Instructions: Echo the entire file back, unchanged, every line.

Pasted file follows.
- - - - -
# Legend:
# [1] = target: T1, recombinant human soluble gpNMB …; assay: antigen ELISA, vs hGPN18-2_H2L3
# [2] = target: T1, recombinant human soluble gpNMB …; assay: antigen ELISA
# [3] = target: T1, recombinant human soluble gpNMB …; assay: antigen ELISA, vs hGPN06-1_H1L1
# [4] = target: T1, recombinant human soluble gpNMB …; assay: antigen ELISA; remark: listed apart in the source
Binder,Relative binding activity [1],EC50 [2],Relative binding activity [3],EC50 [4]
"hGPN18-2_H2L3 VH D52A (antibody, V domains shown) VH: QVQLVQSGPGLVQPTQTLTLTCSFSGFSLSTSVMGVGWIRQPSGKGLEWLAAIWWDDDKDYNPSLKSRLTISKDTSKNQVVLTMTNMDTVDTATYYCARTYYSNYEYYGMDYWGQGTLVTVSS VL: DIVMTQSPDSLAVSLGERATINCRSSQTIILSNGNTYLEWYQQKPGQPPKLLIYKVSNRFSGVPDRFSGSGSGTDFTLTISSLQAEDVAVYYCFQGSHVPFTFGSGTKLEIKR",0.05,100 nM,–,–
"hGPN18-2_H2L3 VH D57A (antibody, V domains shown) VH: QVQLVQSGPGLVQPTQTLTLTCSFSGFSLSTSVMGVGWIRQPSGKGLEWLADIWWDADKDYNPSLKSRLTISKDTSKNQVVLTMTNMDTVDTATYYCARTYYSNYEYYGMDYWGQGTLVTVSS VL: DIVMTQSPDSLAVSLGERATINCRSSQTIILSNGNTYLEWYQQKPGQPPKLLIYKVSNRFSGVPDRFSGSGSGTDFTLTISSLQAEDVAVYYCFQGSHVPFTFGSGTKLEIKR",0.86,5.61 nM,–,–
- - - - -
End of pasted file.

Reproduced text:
# Legend:
# [1] = target: T1, recombinant human soluble gpNMB …; assay: antigen ELISA, vs hGPN18-2_H2L3
# [2] = target: T1, recombinant human soluble gpNMB …; assay: antigen ELISA
# [3] = target: T1, recombinant human soluble gpNMB …; assay: antigen ELISA, vs hGPN06-1_H1L1
# [4] = target: T1, recombinant human soluble gpNMB …; assay: antigen ELISA; remark: listed apart in the source
Binder,Relative binding activity [1],EC50 [2],Relative binding activity [3],EC50 [4]
"hGPN18-2_H2L3 VH D52A (antibody, V domains shown) VH: QVQLVQSGPGLVQPTQTLTLTCSFSGFSLSTSVMGVGWIRQPSGKGLEWLAAIWWDDDKDYNPSLKSRLTISKDTSKNQVVLTMTNMDTVDTATYYCARTYYSNYEYYGMDYWGQGTLVTVSS VL: DIVMTQSPDSLAVSLGERATINCRSSQTIILSNGNTYLEWYQQKPGQPPKLLIYKVSNRFSGVPDRFSGSGSGTDFTLTISSLQAEDVAVYYCFQGSHVPFTFGSGTKLEIKR",0.05,100 nM,–,–
"hGPN18-2_H2L3 VH D57A (antibody, V domains shown) VH: QVQLVQSGPGLVQPTQTLTLTCSFSGFSLSTSVMGVGWIRQPSGKGLEWLADIWWDADKDYNPSLKSRLTISKDTSKNQVVLTMTNMDTVDTATYYCARTYYSNYEYYGMDYWGQGTLVTVSS VL: DIVMTQSPDSLAVSLGERATINCRSSQTIILSNGNTYLEWYQQKPGQPPKLLIYKVSNRFSGVPDRFSGSGSGTDFTLTISSLQAEDVAVYYCFQGSHVPFTFGSGTKLEIKR",0.86,5.61 nM,–,–